Imagine the irony – your stainless steel sink has stains. If your sink is made from stainless steel, it should mean it can’t corrode, rust, or, well, stain. But with improper care and overly aggressive cleaning products or steel wool, your sink can go from stainless steel to stained steel in a blink of an eye.
Wash the sink thoroughly with dishwashing soap and hot water to clean stainless steel sink stains. After a good wash, treat the stubborn stains with a baking soda and dishwashing soap mix. In the end, add a few drops of essential oil or olive oil to a soft cloth and wipe down the sink to return it to full shine.
Sometimes, hard water stains can leave water spots and calcium deposits that need extra attention but can be easily removed from a stainless sink with regular cleaning.
Using rubber mats in stainless steel sinks is not a good idea as they can lead to rust or scratching.
In this article, I’ll give a step-by-step guide to cleaning your stainless steel sink and removing stubborn stains that refuse to budge. This cleaning process will apply to many other stainless steel appliances.
Get more cleaning tips for the home here.
Thoroughly Wash the Sink With Hot Water and Dish Soap
Before addressing the stains on your stainless steel sink, remove all the cooking and eating utensils and wash the kitchen sink. Be sure to remove any stuck-on food from the sink’s surface.
The best way to do this is to use dishwashing soap, warm water, and a soft microfiber cloth. I recommend this MR.SIGA Microfiber Cleaning Cloth from Amazon.
This 85% polyester and 15% nylon ultra-soft and scratch-free cloth are highly absorbent and non-abrasive. It can clean with or without water and take care of dust, fingerprint stains, and grease. It is versatile and long-lasting and comes in a pack of twelve.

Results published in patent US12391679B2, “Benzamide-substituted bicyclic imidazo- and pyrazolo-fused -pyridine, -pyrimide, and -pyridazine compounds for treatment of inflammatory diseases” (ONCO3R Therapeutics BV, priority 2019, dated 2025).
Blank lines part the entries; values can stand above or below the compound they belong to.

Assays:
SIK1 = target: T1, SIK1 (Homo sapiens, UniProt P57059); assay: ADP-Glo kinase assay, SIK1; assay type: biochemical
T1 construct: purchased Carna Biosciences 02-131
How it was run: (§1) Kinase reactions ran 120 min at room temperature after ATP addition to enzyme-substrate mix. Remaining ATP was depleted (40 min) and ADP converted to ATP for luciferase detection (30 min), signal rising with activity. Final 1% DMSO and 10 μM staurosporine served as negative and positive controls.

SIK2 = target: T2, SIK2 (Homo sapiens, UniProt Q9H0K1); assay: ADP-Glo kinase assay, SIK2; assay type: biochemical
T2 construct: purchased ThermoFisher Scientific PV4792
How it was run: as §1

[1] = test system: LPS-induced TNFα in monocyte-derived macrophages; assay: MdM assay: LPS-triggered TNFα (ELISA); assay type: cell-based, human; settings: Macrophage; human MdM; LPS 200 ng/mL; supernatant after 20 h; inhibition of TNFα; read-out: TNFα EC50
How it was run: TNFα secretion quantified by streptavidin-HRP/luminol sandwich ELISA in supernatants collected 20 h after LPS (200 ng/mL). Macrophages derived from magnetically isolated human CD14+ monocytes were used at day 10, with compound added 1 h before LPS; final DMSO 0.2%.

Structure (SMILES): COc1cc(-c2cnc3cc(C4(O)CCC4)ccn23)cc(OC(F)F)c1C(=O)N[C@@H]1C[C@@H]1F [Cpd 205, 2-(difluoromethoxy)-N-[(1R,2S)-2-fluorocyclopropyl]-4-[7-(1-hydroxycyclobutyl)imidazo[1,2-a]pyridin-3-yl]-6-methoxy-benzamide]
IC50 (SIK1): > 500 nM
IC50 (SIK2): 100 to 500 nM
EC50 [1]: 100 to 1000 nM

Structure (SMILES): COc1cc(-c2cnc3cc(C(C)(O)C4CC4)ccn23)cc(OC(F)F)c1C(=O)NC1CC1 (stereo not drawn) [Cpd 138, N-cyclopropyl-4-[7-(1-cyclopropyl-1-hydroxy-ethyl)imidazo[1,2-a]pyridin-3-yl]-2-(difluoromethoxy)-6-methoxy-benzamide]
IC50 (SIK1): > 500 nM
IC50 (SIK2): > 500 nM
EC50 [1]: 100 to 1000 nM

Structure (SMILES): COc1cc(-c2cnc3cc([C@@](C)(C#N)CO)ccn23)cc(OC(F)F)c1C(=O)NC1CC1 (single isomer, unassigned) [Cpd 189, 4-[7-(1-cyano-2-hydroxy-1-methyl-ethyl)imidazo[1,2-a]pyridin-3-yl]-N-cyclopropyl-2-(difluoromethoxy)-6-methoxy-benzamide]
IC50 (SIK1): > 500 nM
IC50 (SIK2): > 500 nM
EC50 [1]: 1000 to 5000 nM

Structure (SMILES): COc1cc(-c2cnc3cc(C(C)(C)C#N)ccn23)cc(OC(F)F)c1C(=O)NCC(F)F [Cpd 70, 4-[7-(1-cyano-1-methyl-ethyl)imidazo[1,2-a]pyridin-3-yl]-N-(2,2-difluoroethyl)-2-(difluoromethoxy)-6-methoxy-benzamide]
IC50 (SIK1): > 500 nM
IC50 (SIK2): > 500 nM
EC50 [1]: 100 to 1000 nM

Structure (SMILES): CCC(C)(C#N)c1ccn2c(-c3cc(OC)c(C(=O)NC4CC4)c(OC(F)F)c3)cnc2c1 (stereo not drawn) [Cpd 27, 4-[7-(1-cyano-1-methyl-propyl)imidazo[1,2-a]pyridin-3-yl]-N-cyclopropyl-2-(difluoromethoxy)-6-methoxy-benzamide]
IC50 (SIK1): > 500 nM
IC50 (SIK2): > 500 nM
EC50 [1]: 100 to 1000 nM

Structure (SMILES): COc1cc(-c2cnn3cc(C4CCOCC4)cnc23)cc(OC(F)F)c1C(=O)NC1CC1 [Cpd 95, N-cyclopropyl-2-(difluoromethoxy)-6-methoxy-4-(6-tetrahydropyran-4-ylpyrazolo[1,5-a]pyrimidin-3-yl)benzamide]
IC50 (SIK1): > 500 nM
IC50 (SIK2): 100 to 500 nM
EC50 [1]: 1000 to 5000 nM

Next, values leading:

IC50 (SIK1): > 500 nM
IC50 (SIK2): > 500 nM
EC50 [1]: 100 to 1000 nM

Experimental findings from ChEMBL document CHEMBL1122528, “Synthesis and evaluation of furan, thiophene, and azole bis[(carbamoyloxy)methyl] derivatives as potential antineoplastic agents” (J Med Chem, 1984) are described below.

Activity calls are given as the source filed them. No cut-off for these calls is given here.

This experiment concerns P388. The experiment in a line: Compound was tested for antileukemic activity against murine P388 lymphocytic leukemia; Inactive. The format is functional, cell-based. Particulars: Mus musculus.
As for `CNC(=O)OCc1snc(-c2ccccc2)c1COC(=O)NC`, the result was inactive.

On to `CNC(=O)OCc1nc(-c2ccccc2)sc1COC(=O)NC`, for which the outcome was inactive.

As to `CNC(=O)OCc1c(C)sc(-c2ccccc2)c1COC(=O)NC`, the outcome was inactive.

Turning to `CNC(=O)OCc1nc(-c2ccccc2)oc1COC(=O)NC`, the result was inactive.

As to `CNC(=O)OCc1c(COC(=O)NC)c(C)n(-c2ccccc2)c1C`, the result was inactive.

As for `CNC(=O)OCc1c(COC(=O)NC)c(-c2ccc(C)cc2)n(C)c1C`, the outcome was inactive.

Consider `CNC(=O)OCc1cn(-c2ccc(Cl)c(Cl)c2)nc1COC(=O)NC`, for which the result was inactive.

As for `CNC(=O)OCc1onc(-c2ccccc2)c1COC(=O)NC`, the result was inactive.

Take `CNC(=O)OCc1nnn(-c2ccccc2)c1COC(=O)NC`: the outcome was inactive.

A paper towel is tempting, but it could scratch stainless steel kitchen sinks. Other options for best results are a soft sponge (non-abrasive sponge) or clean cloth (lint-free cloth is best).
Scrubbing the entire surface of the sink well with dishwashing soap and rinsing it with hot water will take care of the accumulated grease and food residues in it.
Ensure the soap doesn’t contain chlorine since chlorine can damage the stainless steel surface.
Never use steel wool because the leftover steel particles can lead to corrosion and rust stains when combined with water from the sink.
Clean the Stains With the Mix of Dish Soap and Baking Soda
Don’t fret over the stains that the soapy water mixture, dishwashing liquid, and hot water couldn’t remove.
Although you can buy specialized products for removing stains from stainless steel, like this Therapy Stainless Steel Cleaner – plant-based stainless steel stain cleaner and polish from Amazon, perhaps you just prefer to try home remedies with natural ingredients and a bit of elbow grease.
Try this DIY simple and cheap stain-removing mix – half a cup of baking soda with a few tablespoons of chlorine-free dishwashing liquid. Use a microfiber cloth or old toothbrush to rub the mixture on the stain.
A sprinkle of a thin layer of baking soda can be very effective! Once the stain is gone, rinse the stainless steel sink thoroughly and dry it off.
You can also steam out the stain – boil some water, place a cloth over it, and pour hot water. Let the cloth sit for a few minutes for the steam to do its thing. Then remove the cloth and wipe the sink down for extra shine.
- Clean the Limescale Stains With Vinegar
Vinegar is the perfect choice for removing limescale because the acid breaks down the calcium carbonate molecules, thus removing it entirely.